There were contests with amateur teams from Herkimer, Frankfort, Constableville, Clinton, Bouckville and Lowville. The majority of these games were one-sided affairs with Little Falls winning by such scores as 16 to 4, 15 to 3 and 16 to 0. The fans at an exhibition game at Sylvan Beach were entertained by a large dog, a Newfoundland, who swam out into Oneida Lake to retrieve errant foul balls.
In late August, Little Falls played the powerful pro team from Utica. The Uticans, who were pennant winners of the International League, sported a roster that included ten former or future major leaguers. Among their number was Utica native George “Juice” Latham, who was known nationally as one of the early stars of professional base ball. In front of a standing room only crowd at Riverside Park, the Little Falls team played well, but the visitors banged out eighteen hits and won the game 12 to 3.
During the first two weeks of September, Little Falls played indifferent base ball losing four of their final six games. The low point of the season came on September 7, when Little Falls lost to Oneida 20 to 11. The Oneida batsmen pounded out 22 hits and the Little Falls fielders committed ten errors. Although the league schedule extended into October the Central New York League season ended abruptly in September when all four teams disbanded. Financial problems were cited as the reason. On September 14, the Little Falls players were released from their contracts. The Little Falls team finished its season with a league record of twelve wins and fifteen losses. Professional base ball in Little Falls had come to a sudden end and would not return for nearly one hundred years until 1977 when a minor league team of the New York Mets, the Little Falls Mets, came to town.
Financially, the Little Falls Base Ball Association had been a bad idea. As stated in a Little Falls Evening Times article, “ There are not many men in this immediate vicinity who are greatly pleased with base ball as an investment, and those stockholders who are depending on dividends to keep them through the hard winter are likely to find hard sledding.” Player salaries, uniforms, equipment, construction of Riverside Park and team transportation costs could not be offset by ticket receipts. Attendance at base ball games in the 1880’s was hampered by an inability to schedule games that coincided with the free time of potential customers as games could only be played during the daylight hours of workdays and on Saturdays. Due to the “Blue Laws” base ball games were forbidden on Sundays. Riverside Park remained open throughout the 1890’s and hosted many amateur base ball games. Although all of the old ball fields disappeared, the passion for base ball flourished in Little Falls as the years went by and more and more amateur teams and leagues were formed. The sport made its way into scholastic circles and it seemed that every clambake or large picnic featured a game of base ball. Professional base ball may have withered in Little Falls, but the sport blossomed. Where at one time the village of Little Falls fathers discouraged the playing of “Ball,” today baseball fields are built and maintained to encourage the game. The “National Game” has come a long way and is alive and well in Little Falls.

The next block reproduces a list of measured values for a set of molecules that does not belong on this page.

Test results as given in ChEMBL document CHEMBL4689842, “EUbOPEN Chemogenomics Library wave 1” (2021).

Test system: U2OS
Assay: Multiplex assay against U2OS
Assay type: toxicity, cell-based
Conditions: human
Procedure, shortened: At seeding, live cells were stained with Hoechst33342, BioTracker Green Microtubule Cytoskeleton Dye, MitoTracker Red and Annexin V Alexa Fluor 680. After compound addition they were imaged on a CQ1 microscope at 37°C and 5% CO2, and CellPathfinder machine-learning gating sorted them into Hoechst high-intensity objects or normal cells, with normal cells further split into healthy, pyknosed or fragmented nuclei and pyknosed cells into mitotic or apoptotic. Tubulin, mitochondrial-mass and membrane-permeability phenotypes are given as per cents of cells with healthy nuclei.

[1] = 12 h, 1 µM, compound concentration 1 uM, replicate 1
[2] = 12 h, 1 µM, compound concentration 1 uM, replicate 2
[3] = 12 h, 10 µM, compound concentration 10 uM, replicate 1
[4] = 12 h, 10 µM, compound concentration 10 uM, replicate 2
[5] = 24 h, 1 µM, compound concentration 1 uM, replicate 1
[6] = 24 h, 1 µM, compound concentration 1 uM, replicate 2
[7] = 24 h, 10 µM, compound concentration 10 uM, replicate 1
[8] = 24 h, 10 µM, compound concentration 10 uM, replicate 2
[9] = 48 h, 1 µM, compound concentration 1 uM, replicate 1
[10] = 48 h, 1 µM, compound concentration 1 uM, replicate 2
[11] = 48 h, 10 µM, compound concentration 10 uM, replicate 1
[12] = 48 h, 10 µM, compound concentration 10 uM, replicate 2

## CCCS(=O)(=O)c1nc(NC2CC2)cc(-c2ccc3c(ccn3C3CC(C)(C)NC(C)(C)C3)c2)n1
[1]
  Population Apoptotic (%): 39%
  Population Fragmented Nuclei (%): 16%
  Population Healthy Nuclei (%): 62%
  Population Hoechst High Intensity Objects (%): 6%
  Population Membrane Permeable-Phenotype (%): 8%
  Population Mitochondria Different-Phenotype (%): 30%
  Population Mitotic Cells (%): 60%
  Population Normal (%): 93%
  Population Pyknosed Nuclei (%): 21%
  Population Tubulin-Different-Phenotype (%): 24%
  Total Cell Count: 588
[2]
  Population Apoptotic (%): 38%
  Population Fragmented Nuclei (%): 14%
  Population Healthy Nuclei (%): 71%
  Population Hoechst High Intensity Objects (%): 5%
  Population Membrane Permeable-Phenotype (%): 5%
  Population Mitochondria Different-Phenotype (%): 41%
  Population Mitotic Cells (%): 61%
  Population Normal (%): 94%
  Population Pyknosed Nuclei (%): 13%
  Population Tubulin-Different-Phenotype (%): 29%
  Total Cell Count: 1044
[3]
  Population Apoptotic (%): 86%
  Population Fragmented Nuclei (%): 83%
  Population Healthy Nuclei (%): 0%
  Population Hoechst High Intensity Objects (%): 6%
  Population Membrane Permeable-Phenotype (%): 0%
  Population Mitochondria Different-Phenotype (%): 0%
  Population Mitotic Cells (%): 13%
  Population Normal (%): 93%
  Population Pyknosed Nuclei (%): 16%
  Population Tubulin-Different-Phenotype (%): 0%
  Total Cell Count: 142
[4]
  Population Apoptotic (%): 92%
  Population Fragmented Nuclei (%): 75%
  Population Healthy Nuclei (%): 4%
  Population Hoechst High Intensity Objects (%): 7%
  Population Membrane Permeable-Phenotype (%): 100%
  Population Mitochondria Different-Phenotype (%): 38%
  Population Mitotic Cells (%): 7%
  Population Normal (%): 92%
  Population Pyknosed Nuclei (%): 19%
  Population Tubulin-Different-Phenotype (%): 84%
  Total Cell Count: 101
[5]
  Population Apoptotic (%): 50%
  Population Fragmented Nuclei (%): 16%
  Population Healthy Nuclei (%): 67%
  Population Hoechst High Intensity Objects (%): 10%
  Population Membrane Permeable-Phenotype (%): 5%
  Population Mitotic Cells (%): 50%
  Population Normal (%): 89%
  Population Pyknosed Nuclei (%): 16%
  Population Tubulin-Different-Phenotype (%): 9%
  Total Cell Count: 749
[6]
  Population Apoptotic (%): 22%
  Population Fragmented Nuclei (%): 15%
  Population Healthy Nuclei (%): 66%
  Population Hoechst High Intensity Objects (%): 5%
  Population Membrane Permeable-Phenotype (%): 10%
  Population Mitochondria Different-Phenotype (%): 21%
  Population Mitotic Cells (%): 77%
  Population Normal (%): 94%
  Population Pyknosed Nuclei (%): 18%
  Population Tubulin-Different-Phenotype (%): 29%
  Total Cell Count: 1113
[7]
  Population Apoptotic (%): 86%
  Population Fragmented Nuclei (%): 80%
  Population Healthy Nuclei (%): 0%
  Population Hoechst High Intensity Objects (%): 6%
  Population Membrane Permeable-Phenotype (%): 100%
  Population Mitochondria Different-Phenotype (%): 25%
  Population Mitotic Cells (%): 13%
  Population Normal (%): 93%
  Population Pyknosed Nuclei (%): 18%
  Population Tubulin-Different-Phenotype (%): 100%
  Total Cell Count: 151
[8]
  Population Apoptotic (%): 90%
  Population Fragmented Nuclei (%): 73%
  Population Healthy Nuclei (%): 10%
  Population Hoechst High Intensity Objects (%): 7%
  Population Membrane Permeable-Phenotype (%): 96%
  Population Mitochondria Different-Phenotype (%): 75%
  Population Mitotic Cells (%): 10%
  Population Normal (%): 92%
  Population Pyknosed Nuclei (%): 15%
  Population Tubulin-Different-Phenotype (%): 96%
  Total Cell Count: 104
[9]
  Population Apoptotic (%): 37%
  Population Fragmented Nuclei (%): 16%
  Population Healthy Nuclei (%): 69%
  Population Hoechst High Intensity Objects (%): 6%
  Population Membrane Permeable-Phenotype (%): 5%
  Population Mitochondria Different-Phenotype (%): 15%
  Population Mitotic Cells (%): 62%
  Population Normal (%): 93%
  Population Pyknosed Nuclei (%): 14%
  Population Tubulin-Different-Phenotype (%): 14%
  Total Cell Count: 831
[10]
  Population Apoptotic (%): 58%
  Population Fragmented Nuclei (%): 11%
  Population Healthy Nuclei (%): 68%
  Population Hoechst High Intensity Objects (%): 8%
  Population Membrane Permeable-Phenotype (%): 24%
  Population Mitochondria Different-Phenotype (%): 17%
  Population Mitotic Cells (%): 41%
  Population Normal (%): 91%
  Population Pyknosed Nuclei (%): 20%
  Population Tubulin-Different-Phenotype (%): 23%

Note: A newly formed Little Falls vintage base ball club, the Little Falls Alerts, are scheduled to play two Catskill area vintage base ball clubs during Canal Days.